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Stories from our Travelers

Franz Kafka Museum, Prague

Prague, Czech Republic
by Susan Begy

[From Spring-Summer 2008]

Prague in winter is quiet and haunting, and an ideal backdrop for a visit to a museum dedicated to one of the city’s native sons. Tucked along the west bank of the Vltava River is the small museum that contemplates the life of Franz Kafka, arguably Prague’s most internationally well-known writer. The best approach to the museum is via the 14th-century Charles Bridge, a remarkable example of medieval artistry and engineering. From the bridge, meander through cobblestone streets lined with perfectly preserved baroque buildings before reaching the modest structure that houses the exhibition. Before setting foot into the museum, be sure to take notice of the unusual and whimsical verdigris figures flanking the entrance (more on these later).

The long-term exhibition, The City of K. Franz Kafka and Prague, which in 2005 arrived in Prague after shows in Barcelona and New York’s Jewish Museum, consists of two parts. The first, Existential Space, chronicles the events of his short life as well as the controlling influence that 20th century Prague had on his art and life. The second part, Imaginary Topography, is an imaginative display of audio and visual effects, which reflects his distinct form of metaphorical imagery and distortion of reality. Here, the interplay of light, eerie music and misleading mirrors draws the visitor into Kafka’s world of ambiguity and alienation; in other words, an intellectual funhouse.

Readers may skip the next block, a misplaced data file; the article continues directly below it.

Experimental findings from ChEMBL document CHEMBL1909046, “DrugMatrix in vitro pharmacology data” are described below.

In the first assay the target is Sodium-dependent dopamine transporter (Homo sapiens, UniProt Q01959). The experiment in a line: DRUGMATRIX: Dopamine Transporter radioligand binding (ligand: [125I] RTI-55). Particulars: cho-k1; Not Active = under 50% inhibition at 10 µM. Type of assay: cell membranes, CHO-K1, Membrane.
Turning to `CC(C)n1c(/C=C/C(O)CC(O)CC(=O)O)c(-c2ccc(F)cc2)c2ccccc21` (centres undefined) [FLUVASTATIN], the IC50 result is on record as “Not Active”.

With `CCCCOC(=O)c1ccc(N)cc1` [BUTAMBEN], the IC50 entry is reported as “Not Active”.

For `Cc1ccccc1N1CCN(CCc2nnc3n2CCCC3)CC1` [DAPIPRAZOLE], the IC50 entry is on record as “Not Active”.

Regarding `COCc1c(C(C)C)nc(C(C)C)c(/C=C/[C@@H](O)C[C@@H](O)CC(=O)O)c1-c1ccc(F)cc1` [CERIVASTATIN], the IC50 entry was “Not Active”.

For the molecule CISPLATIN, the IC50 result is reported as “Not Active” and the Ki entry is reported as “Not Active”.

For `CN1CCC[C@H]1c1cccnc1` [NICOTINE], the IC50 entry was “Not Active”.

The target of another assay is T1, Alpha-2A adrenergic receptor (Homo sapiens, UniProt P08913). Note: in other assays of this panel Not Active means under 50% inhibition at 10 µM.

This comprehensive exhibition includes most of the first editions of Kafka’s work, as well as his letters, diaries, manuscripts and photographs. Fortunately for the world (and visitors to the museum), Kafka’s closest friend, Max Brod, did not carry out his dying friend’s wishes that all his works be burned.

But back to those verdigris figures feeding the fountain; you won’t want to miss the opportunity to reflect on what Kafka might have thought of them!

Details: The Franz Kafka Museum is located at Hergetova Cihelna, Cihelna 2b; across the river via the Charles Bridge from the landmarks of Old Town Square and the Astronomical Clock. Tickets may be purchased at the shop across the street, which also sells a complete range of Kafka’s work. Admission is approximately $7.40 (at 16.19 CZK to the US$). For more information, please visit www.kafkamuseum.cz

Susan Begy is a fine artist whose compelling work in contemporary realism has been exhibited in group and solo exhibitions across the country, and in several corporate and private collections. Her artist’s eye on Prague drew her to the newly opened Franz Kafka Museum. Always seeking new challenges in both her life and work, Susan this Fall will begin an MFA program at New York’s School of Visual Arts. She currently lives with her family in Santa Fe, New Mexico.

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